Morgan Stanley on Thursday agreed to pay more than $3.2 billion to settle allegations by state and federal authorities that it downplayed the risk of mortgages it sold in the years before the financial crisis.
In announcing the settlement, New York Attorney General Eric T. Schneiderman said the bank’s actions contributed to the collapse of the housing market.
“Today’s agreement is a significant step toward accountability and recovery,” he said.
This is the latest settlement to come out of a working group established by President Obama in 2012 to investigate wrongdoing in the mortgage market in run-up to the financial crisis. JPMorgan reached a $13 billion settlement with the group, while Citigroup reached a $7 billion agreement. The group also reached a historic $16.6 billion settlement with Bank of America.
Morgan Stanley was accused of misleading investors about the quality of mortgages it bundled up and sold. In the statement of facts, Morgan Stanley acknowledged that it increased the acceptable risk levels for loans it packaged for investors. In a May 31, 2006 email, for instance, a Morgan Stanley employee reviewing the value of a package of mortgage-backed securities asked a colleague, “please do not mention the ‘slightly higher risk tolerance’ in these communications. We are running under the radar and do not want to document these types of things,” according to the New York Attorney General’s office.
In another email, another Morgan Stanley employee seeking approval to buy questionable loans told a colleague, “I assume you will want to do your ‘magic’ on this one?”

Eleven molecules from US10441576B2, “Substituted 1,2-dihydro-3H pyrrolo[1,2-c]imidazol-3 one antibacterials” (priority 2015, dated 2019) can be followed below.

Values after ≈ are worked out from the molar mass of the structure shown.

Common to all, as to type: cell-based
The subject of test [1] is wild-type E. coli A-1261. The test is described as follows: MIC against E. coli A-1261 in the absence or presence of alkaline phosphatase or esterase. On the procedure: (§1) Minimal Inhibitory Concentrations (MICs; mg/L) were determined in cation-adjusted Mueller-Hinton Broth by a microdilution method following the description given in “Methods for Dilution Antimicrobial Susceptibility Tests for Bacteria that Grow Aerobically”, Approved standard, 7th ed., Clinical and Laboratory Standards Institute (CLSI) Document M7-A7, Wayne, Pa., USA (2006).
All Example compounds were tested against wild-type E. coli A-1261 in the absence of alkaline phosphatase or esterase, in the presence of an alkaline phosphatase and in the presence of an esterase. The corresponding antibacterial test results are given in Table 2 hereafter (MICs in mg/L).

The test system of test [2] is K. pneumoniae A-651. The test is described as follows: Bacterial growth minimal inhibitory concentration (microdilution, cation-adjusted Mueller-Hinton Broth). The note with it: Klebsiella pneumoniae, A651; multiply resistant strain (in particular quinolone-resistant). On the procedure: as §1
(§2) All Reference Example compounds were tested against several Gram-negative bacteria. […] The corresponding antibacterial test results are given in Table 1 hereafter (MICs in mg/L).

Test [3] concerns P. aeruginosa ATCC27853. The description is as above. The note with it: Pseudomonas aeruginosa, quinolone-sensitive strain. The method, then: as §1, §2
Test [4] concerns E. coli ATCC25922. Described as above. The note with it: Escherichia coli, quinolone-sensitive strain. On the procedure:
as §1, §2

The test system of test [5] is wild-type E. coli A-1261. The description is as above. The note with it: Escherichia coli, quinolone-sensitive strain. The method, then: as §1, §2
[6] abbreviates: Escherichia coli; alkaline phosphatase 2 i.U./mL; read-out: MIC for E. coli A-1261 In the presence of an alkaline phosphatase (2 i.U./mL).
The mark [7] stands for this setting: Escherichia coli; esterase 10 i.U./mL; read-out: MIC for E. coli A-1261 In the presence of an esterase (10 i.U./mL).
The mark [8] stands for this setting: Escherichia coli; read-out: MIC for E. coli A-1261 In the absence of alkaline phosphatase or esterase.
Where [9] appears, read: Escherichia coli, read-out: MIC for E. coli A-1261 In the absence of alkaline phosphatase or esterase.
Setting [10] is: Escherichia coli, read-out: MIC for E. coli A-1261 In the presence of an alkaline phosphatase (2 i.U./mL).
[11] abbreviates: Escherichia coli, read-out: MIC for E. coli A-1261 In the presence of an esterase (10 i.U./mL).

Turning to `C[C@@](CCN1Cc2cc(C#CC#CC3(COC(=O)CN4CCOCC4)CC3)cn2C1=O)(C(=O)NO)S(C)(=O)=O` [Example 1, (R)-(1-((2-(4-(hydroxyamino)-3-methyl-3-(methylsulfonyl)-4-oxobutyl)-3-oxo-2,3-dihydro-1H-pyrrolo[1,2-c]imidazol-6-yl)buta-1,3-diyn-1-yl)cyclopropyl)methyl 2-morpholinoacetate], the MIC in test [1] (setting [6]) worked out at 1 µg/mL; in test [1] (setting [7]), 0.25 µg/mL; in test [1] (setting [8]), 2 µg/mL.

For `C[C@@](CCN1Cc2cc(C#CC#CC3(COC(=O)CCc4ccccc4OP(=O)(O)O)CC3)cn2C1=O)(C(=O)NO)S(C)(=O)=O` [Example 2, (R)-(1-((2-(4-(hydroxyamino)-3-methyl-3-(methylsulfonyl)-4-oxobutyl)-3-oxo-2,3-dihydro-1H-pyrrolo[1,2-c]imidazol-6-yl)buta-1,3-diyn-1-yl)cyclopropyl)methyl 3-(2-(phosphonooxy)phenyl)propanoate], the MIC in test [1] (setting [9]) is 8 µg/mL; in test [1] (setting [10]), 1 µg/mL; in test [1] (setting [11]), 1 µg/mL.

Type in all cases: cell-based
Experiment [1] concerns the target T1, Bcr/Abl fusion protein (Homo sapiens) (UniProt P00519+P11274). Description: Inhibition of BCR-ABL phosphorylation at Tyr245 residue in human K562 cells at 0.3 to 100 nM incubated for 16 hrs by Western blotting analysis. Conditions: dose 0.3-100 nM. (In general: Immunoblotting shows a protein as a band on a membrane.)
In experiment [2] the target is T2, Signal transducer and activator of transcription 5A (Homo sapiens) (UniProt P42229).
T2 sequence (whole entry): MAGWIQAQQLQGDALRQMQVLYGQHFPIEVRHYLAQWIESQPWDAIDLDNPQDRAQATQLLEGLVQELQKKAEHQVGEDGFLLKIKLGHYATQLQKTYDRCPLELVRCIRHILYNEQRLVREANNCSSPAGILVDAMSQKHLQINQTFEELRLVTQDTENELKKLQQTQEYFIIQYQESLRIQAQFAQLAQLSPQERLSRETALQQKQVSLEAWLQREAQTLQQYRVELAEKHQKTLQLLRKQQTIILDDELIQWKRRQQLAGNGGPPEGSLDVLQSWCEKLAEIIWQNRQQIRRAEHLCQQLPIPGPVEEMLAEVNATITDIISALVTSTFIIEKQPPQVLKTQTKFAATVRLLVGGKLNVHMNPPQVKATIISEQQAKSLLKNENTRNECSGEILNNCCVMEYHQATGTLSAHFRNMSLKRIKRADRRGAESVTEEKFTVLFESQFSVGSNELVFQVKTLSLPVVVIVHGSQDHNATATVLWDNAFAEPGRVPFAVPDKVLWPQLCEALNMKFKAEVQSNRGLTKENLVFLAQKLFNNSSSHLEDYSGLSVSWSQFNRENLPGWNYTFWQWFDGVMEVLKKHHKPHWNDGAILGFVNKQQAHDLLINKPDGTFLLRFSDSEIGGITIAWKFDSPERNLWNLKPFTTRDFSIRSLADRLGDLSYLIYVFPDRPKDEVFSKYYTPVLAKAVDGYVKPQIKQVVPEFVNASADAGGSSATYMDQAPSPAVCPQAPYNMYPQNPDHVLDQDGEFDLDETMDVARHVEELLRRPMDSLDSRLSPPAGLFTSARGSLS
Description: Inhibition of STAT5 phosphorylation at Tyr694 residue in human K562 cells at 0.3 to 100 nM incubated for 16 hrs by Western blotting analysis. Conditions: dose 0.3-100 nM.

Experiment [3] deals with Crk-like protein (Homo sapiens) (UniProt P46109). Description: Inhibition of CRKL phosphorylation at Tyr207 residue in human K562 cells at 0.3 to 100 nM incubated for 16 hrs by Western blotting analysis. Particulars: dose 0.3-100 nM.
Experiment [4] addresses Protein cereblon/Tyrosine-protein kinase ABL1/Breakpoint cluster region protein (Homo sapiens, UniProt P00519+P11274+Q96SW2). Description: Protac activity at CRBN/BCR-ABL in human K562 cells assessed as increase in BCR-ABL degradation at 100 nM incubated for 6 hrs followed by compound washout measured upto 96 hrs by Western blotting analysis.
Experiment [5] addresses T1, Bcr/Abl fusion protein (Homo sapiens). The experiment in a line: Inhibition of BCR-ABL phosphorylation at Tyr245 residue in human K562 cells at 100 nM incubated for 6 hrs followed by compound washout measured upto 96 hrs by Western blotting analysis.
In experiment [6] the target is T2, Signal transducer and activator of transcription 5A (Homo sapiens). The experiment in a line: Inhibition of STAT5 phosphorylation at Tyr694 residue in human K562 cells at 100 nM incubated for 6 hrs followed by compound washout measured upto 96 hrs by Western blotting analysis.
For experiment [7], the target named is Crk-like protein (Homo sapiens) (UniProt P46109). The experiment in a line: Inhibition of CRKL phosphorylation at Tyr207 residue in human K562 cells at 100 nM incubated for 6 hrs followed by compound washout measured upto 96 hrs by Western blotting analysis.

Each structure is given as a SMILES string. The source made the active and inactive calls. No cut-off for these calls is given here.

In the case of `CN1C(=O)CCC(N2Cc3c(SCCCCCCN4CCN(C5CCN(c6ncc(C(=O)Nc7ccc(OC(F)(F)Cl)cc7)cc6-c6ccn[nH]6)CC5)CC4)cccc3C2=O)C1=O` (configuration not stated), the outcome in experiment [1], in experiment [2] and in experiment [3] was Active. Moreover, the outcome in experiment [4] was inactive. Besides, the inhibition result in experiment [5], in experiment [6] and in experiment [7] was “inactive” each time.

In addition to a $2.6 billion settlement with federal authorities, Morgan Stanley agreed to pay $550 million to New York and $22.5 million to Illinois. At least some of the settlement will go to helping distressed homeowners. Schneiderman said the state’s part of the settlement includes $400 million worth of consumer relief and $150 million in cash.
Morgan Stanley previously agreed to pay $1.25 billion to resolve claims by Federal Housing Finance Agency, which regulates Fannie Mae and Freddie Mac.
“Those who contributed to the financial crisis of 2008 cannot evade responsibility for their misconduct,” Principal Deputy Assistant Attorney General Benjamin C. Mizer, head of the Justice Department’s Civil Division, said in a statement.
The settlement does not include any criminal charges against the company or executives, but the Justice Department said that it preserved the government’s ability to bring such charges.
In a statement, Morgan Stanley said it had set aside money to cover the settlement. “We are pleased to have finalized these settlements involving legacy residential mortgage-backed securities matters. The Firm has previously reserved for all amounts related to these settlements,” the company said in a statement.
Like the rest of the financial sector, Morgan Stanley has struggled recently. Its stock was down about 4 percent Thursday, but has fallen more than 31 percent so far this year.
Goldman Sachs is the last remaining of the major banks yet to reach a multi-billion settlement on mortgage-backed securities. Goldman said last month that it expected its settlement to cost up to $5 billion.